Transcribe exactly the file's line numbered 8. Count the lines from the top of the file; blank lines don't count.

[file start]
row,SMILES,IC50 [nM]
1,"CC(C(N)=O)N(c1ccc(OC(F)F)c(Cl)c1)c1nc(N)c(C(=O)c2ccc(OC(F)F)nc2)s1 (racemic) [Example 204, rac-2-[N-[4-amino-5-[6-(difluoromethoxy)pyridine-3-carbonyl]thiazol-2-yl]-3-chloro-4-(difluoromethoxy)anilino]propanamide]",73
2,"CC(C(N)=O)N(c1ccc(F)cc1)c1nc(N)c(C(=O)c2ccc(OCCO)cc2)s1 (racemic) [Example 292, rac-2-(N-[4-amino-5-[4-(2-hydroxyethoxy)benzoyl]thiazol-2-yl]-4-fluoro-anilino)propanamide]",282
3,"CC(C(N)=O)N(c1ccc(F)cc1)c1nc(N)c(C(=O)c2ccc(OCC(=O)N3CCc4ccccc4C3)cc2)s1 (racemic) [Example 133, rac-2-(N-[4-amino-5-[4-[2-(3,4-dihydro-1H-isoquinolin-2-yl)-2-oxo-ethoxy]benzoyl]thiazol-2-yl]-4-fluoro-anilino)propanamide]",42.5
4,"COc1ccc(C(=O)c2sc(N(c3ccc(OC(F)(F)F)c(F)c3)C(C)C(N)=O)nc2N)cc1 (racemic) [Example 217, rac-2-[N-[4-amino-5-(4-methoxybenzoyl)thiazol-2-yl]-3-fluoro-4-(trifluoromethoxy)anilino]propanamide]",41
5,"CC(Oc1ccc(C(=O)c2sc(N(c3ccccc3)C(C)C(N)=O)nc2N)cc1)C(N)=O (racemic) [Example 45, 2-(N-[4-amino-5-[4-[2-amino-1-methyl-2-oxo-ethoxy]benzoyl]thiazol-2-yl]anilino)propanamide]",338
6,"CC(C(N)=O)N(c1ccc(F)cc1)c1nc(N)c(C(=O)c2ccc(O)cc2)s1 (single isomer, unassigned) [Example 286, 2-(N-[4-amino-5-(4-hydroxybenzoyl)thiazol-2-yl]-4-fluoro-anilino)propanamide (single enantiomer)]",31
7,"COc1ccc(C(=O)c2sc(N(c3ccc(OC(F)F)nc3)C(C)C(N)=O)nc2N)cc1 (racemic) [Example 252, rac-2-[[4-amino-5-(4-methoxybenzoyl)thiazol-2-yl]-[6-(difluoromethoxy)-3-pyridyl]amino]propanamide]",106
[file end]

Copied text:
7,"COc1ccc(C(=O)c2sc(N(c3ccc(OC(F)F)nc3)C(C)C(N)=O)nc2N)cc1 (racemic) [Example 252, rac-2-[[4-amino-5-(4-methoxybenzoyl)thiazol-2-yl]-[6-(difluoromethoxy)-3-pyridyl]amino]propanamide]",106